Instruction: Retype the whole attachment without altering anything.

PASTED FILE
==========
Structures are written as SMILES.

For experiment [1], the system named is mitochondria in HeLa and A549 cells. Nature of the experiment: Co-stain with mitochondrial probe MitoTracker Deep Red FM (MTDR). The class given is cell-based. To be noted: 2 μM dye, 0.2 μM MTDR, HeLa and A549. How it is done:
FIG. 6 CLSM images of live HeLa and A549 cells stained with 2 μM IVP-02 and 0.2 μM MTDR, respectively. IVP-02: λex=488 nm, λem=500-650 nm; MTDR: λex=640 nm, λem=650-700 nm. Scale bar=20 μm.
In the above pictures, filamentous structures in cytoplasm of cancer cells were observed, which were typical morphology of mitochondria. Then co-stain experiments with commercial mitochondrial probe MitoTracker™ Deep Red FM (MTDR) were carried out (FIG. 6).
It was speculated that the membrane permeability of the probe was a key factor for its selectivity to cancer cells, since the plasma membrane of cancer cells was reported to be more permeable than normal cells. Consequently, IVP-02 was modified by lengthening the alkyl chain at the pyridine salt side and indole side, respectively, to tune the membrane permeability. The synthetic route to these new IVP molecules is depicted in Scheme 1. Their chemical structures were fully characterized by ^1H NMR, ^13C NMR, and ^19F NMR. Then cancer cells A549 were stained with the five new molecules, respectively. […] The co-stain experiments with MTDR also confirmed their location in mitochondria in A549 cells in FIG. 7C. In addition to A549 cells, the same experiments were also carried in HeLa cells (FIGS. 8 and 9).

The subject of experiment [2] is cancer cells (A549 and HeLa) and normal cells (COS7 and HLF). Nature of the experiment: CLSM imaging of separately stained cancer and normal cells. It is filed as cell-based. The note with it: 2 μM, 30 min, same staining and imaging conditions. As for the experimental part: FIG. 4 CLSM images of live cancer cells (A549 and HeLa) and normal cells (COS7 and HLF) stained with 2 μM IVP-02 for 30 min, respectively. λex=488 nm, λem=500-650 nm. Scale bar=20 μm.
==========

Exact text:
Structures are written as SMILES.

For experiment [1], the system named is mitochondria in HeLa and A549 cells. Nature of the experiment: Co-stain with mitochondrial probe MitoTracker Deep Red FM (MTDR). The class given is cell-based. To be noted: 2 μM dye, 0.2 μM MTDR, HeLa and A549. How it is done:
FIG. 6 CLSM images of live HeLa and A549 cells stained with 2 μM IVP-02 and 0.2 μM MTDR, respectively. IVP-02: λex=488 nm, λem=500-650 nm; MTDR: λex=640 nm, λem=650-700 nm. Scale bar=20 μm.
In the above pictures, filamentous structures in cytoplasm of cancer cells were observed, which were typical morphology of mitochondria. Then co-stain experiments with commercial mitochondrial probe MitoTracker™ Deep Red FM (MTDR) were carried out (FIG. 6).
It was speculated that the membrane permeability of the probe was a key factor for its selectivity to cancer cells, since the plasma membrane of cancer cells was reported to be more permeable than normal cells. Consequently, IVP-02 was modified by lengthening the alkyl chain at the pyridine salt side and indole side, respectively, to tune the membrane permeability. The synthetic route to these new IVP molecules is depicted in Scheme 1. Their chemical structures were fully characterized by ^1H NMR, ^13C NMR, and ^19F NMR. Then cancer cells A549 were stained with the five new molecules, respectively. […] The co-stain experiments with MTDR also confirmed their location in mitochondria in A549 cells in FIG. 7C. In addition to A549 cells, the same experiments were also carried in HeLa cells (FIGS. 8 and 9).

The subject of experiment [2] is cancer cells (A549 and HeLa) and normal cells (COS7 and HLF). Nature of the experiment: CLSM imaging of separately stained cancer and normal cells. It is filed as cell-based. The note with it: 2 μM, 30 min, same staining and imaging conditions. As for the experimental part: FIG. 4 CLSM images of live cancer cells (A549 and HeLa) and normal cells (COS7 and HLF) stained with 2 μM IVP-02 for 30 min, respectively. λex=488 nm, λem=500-650 nm. Scale bar=20 μm.